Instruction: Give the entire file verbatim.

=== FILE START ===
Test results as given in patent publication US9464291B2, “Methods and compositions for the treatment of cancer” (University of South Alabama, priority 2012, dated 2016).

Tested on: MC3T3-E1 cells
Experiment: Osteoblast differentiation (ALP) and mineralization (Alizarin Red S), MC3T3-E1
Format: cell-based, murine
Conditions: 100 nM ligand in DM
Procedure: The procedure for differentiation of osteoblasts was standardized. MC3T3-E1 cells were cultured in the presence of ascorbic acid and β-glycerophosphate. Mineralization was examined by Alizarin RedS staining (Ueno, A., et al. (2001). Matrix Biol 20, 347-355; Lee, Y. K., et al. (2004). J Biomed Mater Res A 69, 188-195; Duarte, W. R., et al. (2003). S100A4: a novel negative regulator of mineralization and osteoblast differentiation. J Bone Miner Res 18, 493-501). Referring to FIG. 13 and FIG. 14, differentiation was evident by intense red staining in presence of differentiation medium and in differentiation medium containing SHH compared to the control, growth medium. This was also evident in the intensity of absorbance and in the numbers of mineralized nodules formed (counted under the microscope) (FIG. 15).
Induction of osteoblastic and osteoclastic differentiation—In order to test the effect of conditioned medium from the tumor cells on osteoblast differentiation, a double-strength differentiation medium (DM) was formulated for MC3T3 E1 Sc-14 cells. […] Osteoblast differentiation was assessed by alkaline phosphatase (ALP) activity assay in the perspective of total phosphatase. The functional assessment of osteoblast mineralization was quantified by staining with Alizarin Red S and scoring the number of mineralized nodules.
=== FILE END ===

Test results as given in patent publication US9464291B2, “Methods and compositions for the treatment of cancer” (University of South Alabama, priority 2012, dated 2016).

Tested on: MC3T3-E1 cells
Experiment: Osteoblast differentiation (ALP) and mineralization (Alizarin Red S), MC3T3-E1
Format: cell-based, murine
Conditions: 100 nM ligand in DM
Procedure: The procedure for differentiation of osteoblasts was standardized. MC3T3-E1 cells were cultured in the presence of ascorbic acid and β-glycerophosphate. Mineralization was examined by Alizarin RedS staining (Ueno, A., et al. (2001). Matrix Biol 20, 347-355; Lee, Y. K., et al. (2004). J Biomed Mater Res A 69, 188-195; Duarte, W. R., et al. (2003). S100A4: a novel negative regulator of mineralization and osteoblast differentiation. J Bone Miner Res 18, 493-501). Referring to FIG. 13 and FIG. 14, differentiation was evident by intense red staining in presence of differentiation medium and in differentiation medium containing SHH compared to the control, growth medium. This was also evident in the intensity of absorbance and in the numbers of mineralized nodules formed (counted under the microscope) (FIG. 15).
Induction of osteoblastic and osteoclastic differentiation—In order to test the effect of conditioned medium from the tumor cells on osteoblast differentiation, a double-strength differentiation medium (DM) was formulated for MC3T3 E1 Sc-14 cells. […] Osteoblast differentiation was assessed by alkaline phosphatase (ALP) activity assay in the perspective of total phosphatase. The functional assessment of osteoblast mineralization was quantified by staining with Alizarin Red S and scoring the number of mineralized nodules.